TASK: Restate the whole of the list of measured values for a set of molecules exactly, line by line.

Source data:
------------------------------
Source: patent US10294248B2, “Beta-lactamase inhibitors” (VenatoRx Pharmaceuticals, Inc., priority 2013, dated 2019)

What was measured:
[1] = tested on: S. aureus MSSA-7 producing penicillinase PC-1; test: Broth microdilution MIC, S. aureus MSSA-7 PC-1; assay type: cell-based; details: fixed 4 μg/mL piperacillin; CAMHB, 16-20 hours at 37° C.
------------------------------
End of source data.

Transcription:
Source: patent US10294248B2, “Beta-lactamase inhibitors” (VenatoRx Pharmaceuticals, Inc., priority 2013, dated 2019)

What was measured:
[1] = tested on: S. aureus MSSA-7 producing penicillinase PC-1; test: Broth microdilution MIC, S. aureus MSSA-7 PC-1; assay type: cell-based; details: fixed 4 μg/mL piperacillin; CAMHB, 16-20 hours at 37° C.